Speaker of Nigerian House of Representatives
Leads Commissioning Ceremony of
Port Harcourt Auto-Disable Syringe Factory
October 27, 2008 (Port Harcourt, Nigeria) … The Hon. Dimeji Bankole, Speaker of the Nigerian House of Representatives, led other dignitaries in commissioning
The Nigerian President's designated representative, the Hon. Dimeji Bankole, Speaker of the Nigerian House of Representatives (wearing white robe), cut the ribbon — thereby commissioning the factory. Also pictured are (left to right) Governor Sylva of Bayelsa State; Mr. Bankole; PAHF USA Chairman, General Roger Blunt; PAHF founder, Mr. Yuichi Ishimaru; and Governor Amaechi of Rivers State.
the Auto-Disable Syringe Factory at Ozuoba-Obio, near Port Harcourt. Mr. Bankole served as the designated representative of Nigerian President Umaru Musa
The Pan African Health Foundation Nigeria (PAHF Nigeria, a Port Harcourt-based NGO) is establishing the factory. Upon completion, the factory will be owned and operated by the Nigerian Government. The factory will employ more than 300 local personnel and produce up to 160 million “safe syringes” annually for medical facilities nationwide.
Among the dignitaries at today’s commissioning ceremony were:
- Governor Rotimi Chibuike Amaechi of Rivers State: the event’s guest of honor
- Governor Timipre Sylva of the neighboring Bayelsa State
- The Hon. Odein Ajumogobia, Nigeria’s Minister of State for Petroleum
- The Hon. Dr. Hassan Lawal, Nigeria’s Minister of Health
- Dr. Sampson T. Parker, the Rivers State Commissioner for Health
- Mr. Yuichi Ishimaru, Founder of the Pan African Health Foundations and Chairman of PAHF UK
- Chief Phillip Cheido Asiodu, Chairman of PAHF Nigeria
- Major General Roger R. Blunt (AUS, Ret.), PE, Chairman of PAHF USA
- Mr. C. Payne Lucas, Sr., Senior Advisor to PAHF USA
- Mr. Robin Bullock, Representative Director of Star Syringe of UK (the technology licensors)
Addressing the commissioning ceremony: Governor Rotimi Chibuike Amaechi of Rivers State (the factory is located in Rivers State).
Noted Mr. Amenya E. Wokoma, Executive Secretary of PAHF Nigeria, “We can indeed afford to be celebratory, since at one time, due to lack of funds, the project seemed stalled. The Governor of Rivers State has to be especially commended for his timely intervention, which accelerated the project.”
The buildup to today’s event began on Saturday, 25 October, when Governor and Mrs. Amaechi hosted a breakfast for the representatives of PAHF USA. During that breakfast meeting, the issues relating to building on the success achieved through the completion of this project were discussed. Later that day, the Governor paid an inspection visit to the plant, accompanied by several Congressmen, Ministers and other dignitaries. Issues highlighted during the plant visit included the need for support from the Nigerian Federal Government to improve the plant’s competitiveness.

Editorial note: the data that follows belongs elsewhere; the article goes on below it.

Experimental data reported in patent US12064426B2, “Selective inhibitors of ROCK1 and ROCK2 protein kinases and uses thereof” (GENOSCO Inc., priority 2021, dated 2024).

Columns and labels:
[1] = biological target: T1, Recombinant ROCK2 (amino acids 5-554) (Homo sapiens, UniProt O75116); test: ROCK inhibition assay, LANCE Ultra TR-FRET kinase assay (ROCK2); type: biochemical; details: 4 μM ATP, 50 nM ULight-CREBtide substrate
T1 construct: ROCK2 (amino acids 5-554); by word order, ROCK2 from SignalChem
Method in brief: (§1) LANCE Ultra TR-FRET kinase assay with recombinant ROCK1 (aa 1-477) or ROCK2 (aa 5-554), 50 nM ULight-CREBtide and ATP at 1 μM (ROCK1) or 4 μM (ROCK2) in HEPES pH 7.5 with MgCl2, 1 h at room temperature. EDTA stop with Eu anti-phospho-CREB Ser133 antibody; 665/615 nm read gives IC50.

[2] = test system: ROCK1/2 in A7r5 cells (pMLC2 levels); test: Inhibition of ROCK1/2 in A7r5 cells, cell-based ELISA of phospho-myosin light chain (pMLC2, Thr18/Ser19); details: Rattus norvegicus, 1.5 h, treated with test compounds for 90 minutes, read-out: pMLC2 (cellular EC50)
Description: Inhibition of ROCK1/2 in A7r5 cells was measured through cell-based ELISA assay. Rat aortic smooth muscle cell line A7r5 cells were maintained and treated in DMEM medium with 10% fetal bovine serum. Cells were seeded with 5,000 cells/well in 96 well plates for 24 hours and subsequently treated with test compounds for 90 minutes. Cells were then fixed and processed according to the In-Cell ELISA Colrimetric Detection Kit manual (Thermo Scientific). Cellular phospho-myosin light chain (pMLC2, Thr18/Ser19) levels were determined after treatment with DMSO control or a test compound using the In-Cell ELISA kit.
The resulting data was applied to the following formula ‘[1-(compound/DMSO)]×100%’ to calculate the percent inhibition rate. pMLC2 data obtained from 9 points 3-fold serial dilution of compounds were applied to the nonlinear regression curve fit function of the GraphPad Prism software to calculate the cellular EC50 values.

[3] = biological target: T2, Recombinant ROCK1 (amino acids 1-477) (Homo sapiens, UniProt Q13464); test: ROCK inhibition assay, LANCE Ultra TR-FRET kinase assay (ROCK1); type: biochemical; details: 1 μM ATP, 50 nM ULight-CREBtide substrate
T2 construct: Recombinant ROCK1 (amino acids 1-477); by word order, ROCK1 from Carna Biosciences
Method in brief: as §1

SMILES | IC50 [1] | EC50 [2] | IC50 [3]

“Today, We Are Actually at a Start
and Not a Finish Line”
The project began on 30 November 2004, when then President Olusegun Obasanjo (who also serves as Grand Patron of PAHF Nigeria) presided over the factory's groundbreaking ceremony.
Over the past four years, the project has attracted extensive support from the Nigerian Federal Government, but the bulk of the financial support (up to 90 percent) has come from the Rivers State Government. PAHF Nigeria’s “sister” NGOs — the London-based PAHF UK and the Washington, D.C.-based PAHF USA — have provided technical and financial assistance. However, a U.S. $3 million pledge by the oil companies operating in the Niger Delta (curiously) remained unredeemed at the time of the 27 October commissioning.
PAHF Nigeria expects the factory to be up-and-running in early 2009, following employee training and several months of trial production.
Founder Yuichi Ishimaru cautioned that, “today, we are actually at a start and not a finish line — and the challenge going forward will be to ensure that the plant is operated properly, maintaining global standards on a sustainable basis.”
Noting that the factory, at full production capacity, will meet about 20 percent of Nigeria’s need for AD syringes, the Governor of Rivers State pledged his support for the expansion of the plant to produce up to 500 million syringes per annum as well as to enable the production of needles in Nigeria.
AD Syringes Save Lives
Auto-disable (AD) syringes use an automatic-locking device and de-activate after a single use, thus preventing re-use. Syringe re-use can transmit blood-borne pathogens — each year in the developing world, leading to a combined total of more than 25 million new infections of HIV, hepatitis B, hepatitis C and other diseases (resulting in up to 1.4 million child deaths, in addition to adult mortality), according to the World Health Organization (WHO). The WHO has identified AD syringes as the preferred method for preventing syringe re-use.
The WHO cites the inadequate supply of AD syringes in Africa as a major factor contributing to the high incidence of needle-transmitted diseases. Each year, the Port Harcourt factory will produce up to 160 million AD syringes: enough to have a substantial impact within Nigeria.
By producing syringes locally, that is, eliminating import-related costs, the factory will reduce the price per syringe by as much as 10 percent. Affordability also will improve because Nigerian distributors will be able to purchase the syringes with local currency, rather than foreign-currency reserves. Finally, the factory’s not-for-profit operational structure will ensure the lowest possible prices for the AD syringes.
The factory’s numerous other benefits will include the following:
- Local jobs and skills training: The factory will have 300-plus employees, all local people.
- Transfer of technology (principally, the Star K1 AD Syringe) to Africa.
- Beneficial use of local raw materials and other locally-available resources.
- Increased local self-reliance.